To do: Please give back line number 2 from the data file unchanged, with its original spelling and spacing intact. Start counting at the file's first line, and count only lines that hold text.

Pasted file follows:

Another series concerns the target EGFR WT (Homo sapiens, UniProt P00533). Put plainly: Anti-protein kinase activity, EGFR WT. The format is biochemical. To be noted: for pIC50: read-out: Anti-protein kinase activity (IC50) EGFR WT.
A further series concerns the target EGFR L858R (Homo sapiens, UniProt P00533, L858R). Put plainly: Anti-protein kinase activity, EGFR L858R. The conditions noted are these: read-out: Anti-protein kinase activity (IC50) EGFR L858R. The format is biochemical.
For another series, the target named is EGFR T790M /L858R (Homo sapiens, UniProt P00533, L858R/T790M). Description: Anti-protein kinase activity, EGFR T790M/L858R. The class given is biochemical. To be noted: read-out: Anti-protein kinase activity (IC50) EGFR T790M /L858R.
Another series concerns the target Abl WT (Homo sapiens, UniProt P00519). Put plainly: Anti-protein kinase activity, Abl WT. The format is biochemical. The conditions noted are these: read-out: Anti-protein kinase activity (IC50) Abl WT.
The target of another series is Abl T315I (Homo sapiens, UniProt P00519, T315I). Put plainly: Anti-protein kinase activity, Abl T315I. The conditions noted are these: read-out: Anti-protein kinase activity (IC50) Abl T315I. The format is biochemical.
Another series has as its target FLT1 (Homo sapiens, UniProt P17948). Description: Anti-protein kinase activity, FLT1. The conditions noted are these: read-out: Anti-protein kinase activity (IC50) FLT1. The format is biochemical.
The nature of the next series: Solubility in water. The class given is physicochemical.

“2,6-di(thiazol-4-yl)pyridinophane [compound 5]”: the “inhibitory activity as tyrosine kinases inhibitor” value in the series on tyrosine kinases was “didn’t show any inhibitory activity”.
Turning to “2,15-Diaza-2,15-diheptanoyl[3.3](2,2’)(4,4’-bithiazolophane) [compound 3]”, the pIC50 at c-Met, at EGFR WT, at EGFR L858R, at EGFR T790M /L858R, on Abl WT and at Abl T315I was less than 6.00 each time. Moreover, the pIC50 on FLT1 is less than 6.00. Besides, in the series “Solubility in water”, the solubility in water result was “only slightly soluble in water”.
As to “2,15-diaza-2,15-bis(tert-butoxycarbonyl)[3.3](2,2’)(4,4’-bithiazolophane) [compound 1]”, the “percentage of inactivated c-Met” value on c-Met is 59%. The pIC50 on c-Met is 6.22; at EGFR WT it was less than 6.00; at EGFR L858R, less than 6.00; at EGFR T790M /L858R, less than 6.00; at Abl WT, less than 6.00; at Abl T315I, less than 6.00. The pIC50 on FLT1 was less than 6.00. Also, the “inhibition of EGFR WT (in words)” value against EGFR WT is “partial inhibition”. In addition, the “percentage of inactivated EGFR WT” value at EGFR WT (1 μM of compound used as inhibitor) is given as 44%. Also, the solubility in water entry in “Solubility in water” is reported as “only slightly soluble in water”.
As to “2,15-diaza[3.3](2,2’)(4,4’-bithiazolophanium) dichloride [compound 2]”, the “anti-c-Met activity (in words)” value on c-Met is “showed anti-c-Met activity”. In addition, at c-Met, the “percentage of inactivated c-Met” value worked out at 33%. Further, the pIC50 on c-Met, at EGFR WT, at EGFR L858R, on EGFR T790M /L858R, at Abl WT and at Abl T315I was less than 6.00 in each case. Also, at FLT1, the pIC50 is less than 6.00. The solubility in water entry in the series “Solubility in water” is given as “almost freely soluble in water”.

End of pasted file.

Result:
A further series concerns the target EGFR L858R (Homo sapiens, UniProt P00533, L858R). Put plainly: Anti-protein kinase activity, EGFR L858R. The conditions noted are these: read-out: Anti-protein kinase activity (IC50) EGFR L858R. The format is biochemical.